The last section consists mostly of the Jews claiming Jesus is demon possessed. Jesus denies this, and says that those who follow him will have eternal life. The Jews respond by saying they're sure that Jesus is demon possessed now. Jesus says that their father Abraham rejoiced at the thought of seeing him one day (more self testimony). Having heard enough of Jesus's vacuous crap, the Jews pick up stones to kill him, but he slips away.
Many people have tried to "convert" me over the years. During one of these attempted conversions, I was confronted with shock. "I thought this was only going to take a few hours", said my would be converter. At the time I had no idea how someone could have such a skewed idea of the mental constitution of non-believers. However, the mystery is no more. I've found some interesting religious propaganda:
My visit to the home of an atheist was at the request of his daughter. He had recently been released from a local hospital after being treated for advanced throat cancer and his prospects for survival were poor to none. My mission was to bring him to faith but the years he had invested in building arguments against the existence of God made my goal seem almost impossible to achieve.
It probably seems impossible because there is really no new evidence that you can present. No atheist I know has arbitrarily chosen to be an atheist. Most people I know have come to this conclusion after careful consideration over a number of years.
The writer goes on to paint a caricature of what he thinks an "atheist" is. The atheist is bitter, hates preachers, and speaks in profanity (in which his parrot is well versed).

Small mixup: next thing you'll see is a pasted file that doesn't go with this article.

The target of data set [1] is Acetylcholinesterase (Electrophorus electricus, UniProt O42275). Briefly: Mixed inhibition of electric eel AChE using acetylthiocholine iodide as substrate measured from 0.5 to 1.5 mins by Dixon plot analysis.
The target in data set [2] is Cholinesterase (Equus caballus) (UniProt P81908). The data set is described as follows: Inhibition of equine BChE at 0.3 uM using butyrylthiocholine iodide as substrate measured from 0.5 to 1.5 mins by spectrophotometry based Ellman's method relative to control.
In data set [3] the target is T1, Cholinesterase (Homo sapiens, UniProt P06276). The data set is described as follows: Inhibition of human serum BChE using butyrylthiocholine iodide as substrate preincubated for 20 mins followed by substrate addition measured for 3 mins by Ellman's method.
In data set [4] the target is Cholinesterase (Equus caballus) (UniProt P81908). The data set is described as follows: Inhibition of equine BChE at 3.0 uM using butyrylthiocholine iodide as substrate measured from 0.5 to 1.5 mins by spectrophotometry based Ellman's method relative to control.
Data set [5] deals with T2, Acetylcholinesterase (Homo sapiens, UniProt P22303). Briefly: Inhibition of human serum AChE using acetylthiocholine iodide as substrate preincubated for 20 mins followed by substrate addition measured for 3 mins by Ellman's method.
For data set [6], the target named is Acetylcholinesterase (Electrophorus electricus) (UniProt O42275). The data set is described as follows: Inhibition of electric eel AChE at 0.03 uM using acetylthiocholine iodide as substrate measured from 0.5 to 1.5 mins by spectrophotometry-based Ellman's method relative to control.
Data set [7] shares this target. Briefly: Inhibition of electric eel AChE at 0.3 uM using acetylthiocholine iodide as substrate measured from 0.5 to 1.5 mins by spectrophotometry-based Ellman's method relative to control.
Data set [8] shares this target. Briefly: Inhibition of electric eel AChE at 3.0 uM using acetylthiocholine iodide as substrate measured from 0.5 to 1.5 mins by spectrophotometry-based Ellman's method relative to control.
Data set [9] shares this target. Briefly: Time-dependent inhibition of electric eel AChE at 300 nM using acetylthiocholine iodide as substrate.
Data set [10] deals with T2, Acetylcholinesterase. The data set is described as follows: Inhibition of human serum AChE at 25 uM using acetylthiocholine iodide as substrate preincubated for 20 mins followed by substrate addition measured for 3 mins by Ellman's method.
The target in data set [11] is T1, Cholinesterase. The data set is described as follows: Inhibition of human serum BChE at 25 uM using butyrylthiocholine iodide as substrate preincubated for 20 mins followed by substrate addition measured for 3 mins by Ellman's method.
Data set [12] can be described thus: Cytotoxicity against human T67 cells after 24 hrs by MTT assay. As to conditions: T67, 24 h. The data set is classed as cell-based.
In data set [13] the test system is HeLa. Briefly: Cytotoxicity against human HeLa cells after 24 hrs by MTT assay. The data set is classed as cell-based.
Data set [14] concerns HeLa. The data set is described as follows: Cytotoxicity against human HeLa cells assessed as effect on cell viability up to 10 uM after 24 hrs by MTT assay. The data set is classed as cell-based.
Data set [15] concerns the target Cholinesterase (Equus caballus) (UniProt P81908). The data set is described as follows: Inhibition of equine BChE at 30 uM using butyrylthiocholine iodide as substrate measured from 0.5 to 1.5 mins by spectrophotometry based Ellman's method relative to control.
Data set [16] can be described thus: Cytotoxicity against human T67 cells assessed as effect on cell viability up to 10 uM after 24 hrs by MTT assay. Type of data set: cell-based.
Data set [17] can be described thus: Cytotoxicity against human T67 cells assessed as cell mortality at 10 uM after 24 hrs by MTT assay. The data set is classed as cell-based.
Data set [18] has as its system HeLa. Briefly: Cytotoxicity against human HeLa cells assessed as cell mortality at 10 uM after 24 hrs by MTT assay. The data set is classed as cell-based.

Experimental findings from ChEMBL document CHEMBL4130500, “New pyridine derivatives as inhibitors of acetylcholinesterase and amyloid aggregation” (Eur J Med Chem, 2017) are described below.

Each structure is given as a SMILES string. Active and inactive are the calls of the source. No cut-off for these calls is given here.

Finally I learned that this man's atheism was rooted in his observation of the painful suffering of a relative he had respected in spite, according to him, of her faith and consistency of life. I hadn't known this woman but had no reason to doubt his high praise of her. This did help me to understand one of his barriers to faith. In light of her suffering, he was unable to reconcile her long period of pain to the existence of a loving God. Arguing that her time in heaven would by now have more than compensated for her earthly trials would never have convinced him because he didn't believe heaven existed.
The man's argument is further validated when you consider Jesus claims that anything asked for in his name will be given to you. Surely this woman prayed to Jesus to heal her. I don't think that any amount of time in heaven could make up for a horrible death and suffering. To echo this man's argument, wouldn't an all loving God find a way to - if not make us happy - at least prevent us from undue suffering?
Then, suddenly, I knew what to do and asked a question that shattered this atheist's unbelief: "Is there anything about the change in your daughter's life that you can't explain apart from a work of God?"
"Yes!" he replied without a moment's hesitation.
His quick reply let me know she had changed so much that he couldn't deny the miracle of new life in her and with that acknowledgement our argument ended and his unbelief quickly faded away.
Whoa, whoa, WHOA. This man's years of examination were just blown away by him not understanding something? This is only slightly less barbaric than looking at a lightning strike, saying you don't understand how lightning works, then concluding that Zeus must be responsible.
There is really no other explanation of why his daughter changed? Maybe she just found a new group of friends at church that are a better influence. Even if there is absolutely no explanation, that doesn't mean God did it. Having no explanation cannot be the basis for an explanation. "I don't know why my daughter changed, therefore I know God did it." It doesn't make sense.
I guess I know now why that friend of mine was so confused when I didn't immediately come to the Jesus conclusion. This surely isn't an isolated case of anti-atheist (for lack of a better term) propaganda.
(via Advisor and Source)